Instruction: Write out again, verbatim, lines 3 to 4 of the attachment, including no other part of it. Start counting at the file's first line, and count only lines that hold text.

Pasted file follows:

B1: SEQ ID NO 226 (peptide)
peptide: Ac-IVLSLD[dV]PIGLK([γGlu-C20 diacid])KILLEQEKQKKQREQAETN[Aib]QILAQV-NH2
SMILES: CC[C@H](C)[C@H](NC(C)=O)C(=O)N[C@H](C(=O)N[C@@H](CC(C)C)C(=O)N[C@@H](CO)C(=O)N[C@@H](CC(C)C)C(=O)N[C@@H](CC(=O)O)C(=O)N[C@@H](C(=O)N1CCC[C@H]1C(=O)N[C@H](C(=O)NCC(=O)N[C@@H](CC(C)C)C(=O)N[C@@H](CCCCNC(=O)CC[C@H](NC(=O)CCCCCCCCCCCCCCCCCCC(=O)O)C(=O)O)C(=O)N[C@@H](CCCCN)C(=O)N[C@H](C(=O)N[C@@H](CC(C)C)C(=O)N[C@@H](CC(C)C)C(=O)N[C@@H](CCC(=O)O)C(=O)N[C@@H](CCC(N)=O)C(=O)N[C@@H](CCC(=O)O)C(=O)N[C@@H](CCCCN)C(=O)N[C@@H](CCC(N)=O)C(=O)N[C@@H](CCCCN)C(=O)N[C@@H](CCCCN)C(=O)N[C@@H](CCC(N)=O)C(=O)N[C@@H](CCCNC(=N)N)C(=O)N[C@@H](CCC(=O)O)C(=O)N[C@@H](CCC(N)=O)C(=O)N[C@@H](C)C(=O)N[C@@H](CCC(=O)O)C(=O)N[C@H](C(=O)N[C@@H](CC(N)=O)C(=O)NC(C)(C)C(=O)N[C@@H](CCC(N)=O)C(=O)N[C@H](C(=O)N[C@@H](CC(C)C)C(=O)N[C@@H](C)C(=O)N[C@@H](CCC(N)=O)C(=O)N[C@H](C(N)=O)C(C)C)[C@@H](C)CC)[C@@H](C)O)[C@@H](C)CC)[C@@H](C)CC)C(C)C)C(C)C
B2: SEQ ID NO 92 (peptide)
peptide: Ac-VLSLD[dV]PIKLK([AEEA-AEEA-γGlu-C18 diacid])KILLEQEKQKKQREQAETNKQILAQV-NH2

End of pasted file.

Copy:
SMILES: CC[C@H](C)[C@H](NC(C)=O)C(=O)N[C@H](C(=O)N[C@@H](CC(C)C)C(=O)N[C@@H](CO)C(=O)N[C@@H](CC(C)C)C(=O)N[C@@H](CC(=O)O)C(=O)N[C@@H](C(=O)N1CCC[C@H]1C(=O)N[C@H](C(=O)NCC(=O)N[C@@H](CC(C)C)C(=O)N[C@@H](CCCCNC(=O)CC[C@H](NC(=O)CCCCCCCCCCCCCCCCCCC(=O)O)C(=O)O)C(=O)N[C@@H](CCCCN)C(=O)N[C@H](C(=O)N[C@@H](CC(C)C)C(=O)N[C@@H](CC(C)C)C(=O)N[C@@H](CCC(=O)O)C(=O)N[C@@H](CCC(N)=O)C(=O)N[C@@H](CCC(=O)O)C(=O)N[C@@H](CCCCN)C(=O)N[C@@H](CCC(N)=O)C(=O)N[C@@H](CCCCN)C(=O)N[C@@H](CCCCN)C(=O)N[C@@H](CCC(N)=O)C(=O)N[C@@H](CCCNC(=N)N)C(=O)N[C@@H](CCC(=O)O)C(=O)N[C@@H](CCC(N)=O)C(=O)N[C@@H](C)C(=O)N[C@@H](CCC(=O)O)C(=O)N[C@H](C(=O)N[C@@H](CC(N)=O)C(=O)NC(C)(C)C(=O)N[C@@H](CCC(N)=O)C(=O)N[C@H](C(=O)N[C@@H](CC(C)C)C(=O)N[C@@H](C)C(=O)N[C@@H](CCC(N)=O)C(=O)N[C@H](C(N)=O)C(C)C)[C@@H](C)CC)[C@@H](C)O)[C@@H](C)CC)[C@@H](C)CC)C(C)C)C(C)C
B2: SEQ ID NO 92 (peptide)